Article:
With daily headlines announcing the latest threat against immigrant communities, its rare nowadays to see a festive occasion honoring this population. But the Workers Defense Project, an organization that advocates for labor rights, thinks it's exactly the right time to commend the work their members have dedicated throughout the years to working, immigrant families, including fighting for paid sick leave and training workers on their employment rights.

On Aug. 4, the group will host a Selena-themed celebration from 4-7 p.m. at their 5604 Manor Road office. The shindig — which encourages guests to dress up in their favorite Selena costume — is open to Austinites already engaged in supporting low-wage workers and immigrant communities as well as those who want to learn more about how to get involved.

Guests will enjoy food and music as well as learn more about top community leaders during an awards program.

"Especially in times like these, when immigrant communities and working Texans are under attack every day, celebrating each other and our communities is the ultimate form of resistance,” said Mayra Huerta, the Workers Defense Project’s Austin campaign manager.

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August tunes

During a 2009 life-changing mission trip to El Salvador, Austin singer-songwriter Gina Chavez and her wife Jodi Granado saw how transformational a college education could be for the girls who they taught English to at an all girls' school in San Salvador's gang-dominated suburb of Soyapango.

When the couple returned to Austin, they founded the Niñas Arriba college fund. Since then, annual benefit concerts have raised more than $15,000 for scholarships. Over the years, Chavez and Granado have seen the scholarship recipients go from students to professionals pursuing career goals that were not possible without a higher education.

This year's 8th annual benefit Aug. 3 gives music lovers a chance to enjoy a summer concert for a good cause. Swing by Antone's on East Fifth Street from 7-11 p.m. for music by Chavez, best known for her bilingual folk-pop, as well as music by Austin-based duo The Wind and The Wave and electro-pop band Shy Beast.

Tickets, which range from $20-$65, are available at antonesnightclub.com. Doors open at 7 p.m., when there's also a VIP reception upstairs. VIP tickets include food, cocktails, early access to the silent auction, a pre-show mixer with the artists and concert seating.

For more hot, summer music head over to Stubb's indoors on Aug. 17, when Latin Grammy nominee El Dusty headlines the 10th anniversary party celebrating Press Junkie PR, a local music public relations firm specializing in eclectic music from around the world. The husband-and-wife duo behind the company, Ryan and Mercedes Romana, have helped bring underrepresented music to the forefront working with artists such as Grupo Fantasma and Ruben Blades. The City of Austin plans to proclaim Aug. 9 as “Press Junkie PR Day.”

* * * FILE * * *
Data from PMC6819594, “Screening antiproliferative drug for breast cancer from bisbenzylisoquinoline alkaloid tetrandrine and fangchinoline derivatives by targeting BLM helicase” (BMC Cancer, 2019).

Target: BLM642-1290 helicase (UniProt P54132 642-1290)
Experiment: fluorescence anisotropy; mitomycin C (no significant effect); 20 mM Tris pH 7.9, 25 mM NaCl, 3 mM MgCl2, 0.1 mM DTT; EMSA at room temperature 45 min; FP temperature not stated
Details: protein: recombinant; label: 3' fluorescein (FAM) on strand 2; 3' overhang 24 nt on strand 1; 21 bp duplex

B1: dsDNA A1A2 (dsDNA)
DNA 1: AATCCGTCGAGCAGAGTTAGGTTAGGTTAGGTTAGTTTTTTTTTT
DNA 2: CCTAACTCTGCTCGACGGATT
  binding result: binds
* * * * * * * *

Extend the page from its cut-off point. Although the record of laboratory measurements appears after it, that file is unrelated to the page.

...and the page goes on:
Dance the night away with a free show featuring psychedelic Brazilian band Frederico7, soulstress Kelly Hafner, and DJ Vanessa La Bestia. Doors open at 9 p.m.

While at the party, attendees will also have a chance to donate and learn more about the SIMS Foundation, which provides mental health and substance use recovery services for musicians, music industry professionals, and their families.

Summer Latin American movies

The Cine Las Americas International Film Festival may have been this spring, but that doesn't mean you can't catch some of the film festival's award-winning movies anymore. CineNoche, a film series co-presented by Cine Las Americas and the Violet Crown Cinema, gives cinephiles an opportunity to watch Latin American films on the big screen throughout the year, boosting the offerings of diverse movies showing in Austin. Any movies not in English are subtitled and screenings are open to the public.

August brings two chances to catch the festival's Jury Audience Award Winner for Best Narrative Feature "Ocho de cada diez" or "Eight out of Ten." Director Sergio Umansky Brener was struck by the statistic that eight out of 10 murders in Mexico are not investigated and built a dramatic thriller around the idea.

The film tells the story of Aurelio and Citlali, who meet each other at a small Mexico City hotel during the darkest moment of their lives — his son has just been murdered in broad daylight and she's an immigrant forced to leave her daughter with the child's violent father. Aurelio feels compelled to avenge the murder of his young son.

Catch the first screening at 7 p.m. Aug. 7 or 11 a.m. Aug. 11. Tickets, available at austin.violetcrown.com, cost $11.